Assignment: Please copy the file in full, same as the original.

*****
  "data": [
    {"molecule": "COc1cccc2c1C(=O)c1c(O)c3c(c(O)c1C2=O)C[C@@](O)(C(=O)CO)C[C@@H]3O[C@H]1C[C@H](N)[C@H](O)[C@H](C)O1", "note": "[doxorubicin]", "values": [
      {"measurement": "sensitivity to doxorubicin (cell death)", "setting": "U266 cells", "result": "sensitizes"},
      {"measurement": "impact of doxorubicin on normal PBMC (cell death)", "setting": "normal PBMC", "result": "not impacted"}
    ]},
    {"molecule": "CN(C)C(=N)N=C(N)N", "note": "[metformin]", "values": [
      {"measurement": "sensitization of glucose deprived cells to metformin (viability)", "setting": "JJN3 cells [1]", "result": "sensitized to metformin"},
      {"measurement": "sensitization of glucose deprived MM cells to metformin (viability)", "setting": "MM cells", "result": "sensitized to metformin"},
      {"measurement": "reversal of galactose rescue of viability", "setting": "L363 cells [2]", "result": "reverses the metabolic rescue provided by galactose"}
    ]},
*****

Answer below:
  "data": [
    {"molecule": "COc1cccc2c1C(=O)c1c(O)c3c(c(O)c1C2=O)C[C@@](O)(C(=O)CO)C[C@@H]3O[C@H]1C[C@H](N)[C@H](O)[C@H](C)O1", "note": "[doxorubicin]", "values": [
      {"measurement": "sensitivity to doxorubicin (cell death)", "setting": "U266 cells", "result": "sensitizes"},
      {"measurement": "impact of doxorubicin on normal PBMC (cell death)", "setting": "normal PBMC", "result": "not impacted"}
    ]},
    {"molecule": "CN(C)C(=N)N=C(N)N", "note": "[metformin]", "values": [
      {"measurement": "sensitization of glucose deprived cells to metformin (viability)", "setting": "JJN3 cells [1]", "result": "sensitized to metformin"},
      {"measurement": "sensitization of glucose deprived MM cells to metformin (viability)", "setting": "MM cells", "result": "sensitized to metformin"},
      {"measurement": "reversal of galactose rescue of viability", "setting": "L363 cells [2]", "result": "reverses the metabolic rescue provided by galactose"}
    ]},